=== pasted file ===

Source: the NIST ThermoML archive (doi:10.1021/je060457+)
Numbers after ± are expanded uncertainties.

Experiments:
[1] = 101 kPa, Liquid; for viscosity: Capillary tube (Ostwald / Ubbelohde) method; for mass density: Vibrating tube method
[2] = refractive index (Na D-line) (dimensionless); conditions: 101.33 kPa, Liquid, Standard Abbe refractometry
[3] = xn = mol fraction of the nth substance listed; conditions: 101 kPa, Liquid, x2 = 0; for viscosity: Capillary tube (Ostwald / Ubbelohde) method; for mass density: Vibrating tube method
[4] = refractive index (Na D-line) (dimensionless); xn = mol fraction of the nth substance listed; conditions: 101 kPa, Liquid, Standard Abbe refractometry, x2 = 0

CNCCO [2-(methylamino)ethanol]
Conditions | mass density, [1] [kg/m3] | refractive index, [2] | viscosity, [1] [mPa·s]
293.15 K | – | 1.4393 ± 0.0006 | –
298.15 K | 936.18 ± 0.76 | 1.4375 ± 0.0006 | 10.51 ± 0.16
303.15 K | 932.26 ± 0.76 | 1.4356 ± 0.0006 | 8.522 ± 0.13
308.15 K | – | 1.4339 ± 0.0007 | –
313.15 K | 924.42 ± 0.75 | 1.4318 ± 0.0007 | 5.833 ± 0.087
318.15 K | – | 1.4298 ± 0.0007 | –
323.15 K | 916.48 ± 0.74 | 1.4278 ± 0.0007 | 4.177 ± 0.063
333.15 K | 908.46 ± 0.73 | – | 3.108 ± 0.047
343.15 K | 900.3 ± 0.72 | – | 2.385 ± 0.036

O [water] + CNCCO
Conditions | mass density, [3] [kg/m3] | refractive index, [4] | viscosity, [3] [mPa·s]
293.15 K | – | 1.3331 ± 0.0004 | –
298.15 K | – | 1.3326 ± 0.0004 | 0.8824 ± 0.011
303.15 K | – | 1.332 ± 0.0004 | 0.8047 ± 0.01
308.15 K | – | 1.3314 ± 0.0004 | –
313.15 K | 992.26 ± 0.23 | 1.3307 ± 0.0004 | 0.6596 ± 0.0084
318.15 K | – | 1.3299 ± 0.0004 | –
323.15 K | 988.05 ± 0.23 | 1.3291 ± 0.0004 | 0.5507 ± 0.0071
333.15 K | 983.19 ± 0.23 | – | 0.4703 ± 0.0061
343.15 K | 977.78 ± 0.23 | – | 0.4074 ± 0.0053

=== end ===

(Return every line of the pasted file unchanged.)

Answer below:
Source: the NIST ThermoML archive (doi:10.1021/je060457+)
Numbers after ± are expanded uncertainties.

Experiments:
[1] = 101 kPa, Liquid; for viscosity: Capillary tube (Ostwald / Ubbelohde) method; for mass density: Vibrating tube method
[2] = refractive index (Na D-line) (dimensionless); conditions: 101.33 kPa, Liquid, Standard Abbe refractometry
[3] = xn = mol fraction of the nth substance listed; conditions: 101 kPa, Liquid, x2 = 0; for viscosity: Capillary tube (Ostwald / Ubbelohde) method; for mass density: Vibrating tube method
[4] = refractive index (Na D-line) (dimensionless); xn = mol fraction of the nth substance listed; conditions: 101 kPa, Liquid, Standard Abbe refractometry, x2 = 0

CNCCO [2-(methylamino)ethanol]
Conditions | mass density, [1] [kg/m3] | refractive index, [2] | viscosity, [1] [mPa·s]
293.15 K | – | 1.4393 ± 0.0006 | –
298.15 K | 936.18 ± 0.76 | 1.4375 ± 0.0006 | 10.51 ± 0.16
303.15 K | 932.26 ± 0.76 | 1.4356 ± 0.0006 | 8.522 ± 0.13
308.15 K | – | 1.4339 ± 0.0007 | –
313.15 K | 924.42 ± 0.75 | 1.4318 ± 0.0007 | 5.833 ± 0.087
318.15 K | – | 1.4298 ± 0.0007 | –
323.15 K | 916.48 ± 0.74 | 1.4278 ± 0.0007 | 4.177 ± 0.063
333.15 K | 908.46 ± 0.73 | – | 3.108 ± 0.047
343.15 K | 900.3 ± 0.72 | – | 2.385 ± 0.036

O [water] + CNCCO
Conditions | mass density, [3] [kg/m3] | refractive index, [4] | viscosity, [3] [mPa·s]
293.15 K | – | 1.3331 ± 0.0004 | –
298.15 K | – | 1.3326 ± 0.0004 | 0.8824 ± 0.011
303.15 K | – | 1.332 ± 0.0004 | 0.8047 ± 0.01
308.15 K | – | 1.3314 ± 0.0004 | –
313.15 K | 992.26 ± 0.23 | 1.3307 ± 0.0004 | 0.6596 ± 0.0084
318.15 K | – | 1.3299 ± 0.0004 | –
323.15 K | 988.05 ± 0.23 | 1.3291 ± 0.0004 | 0.5507 ± 0.0071
333.15 K | 983.19 ± 0.23 | – | 0.4703 ± 0.0061
343.15 K | 977.78 ± 0.23 | – | 0.4074 ± 0.0053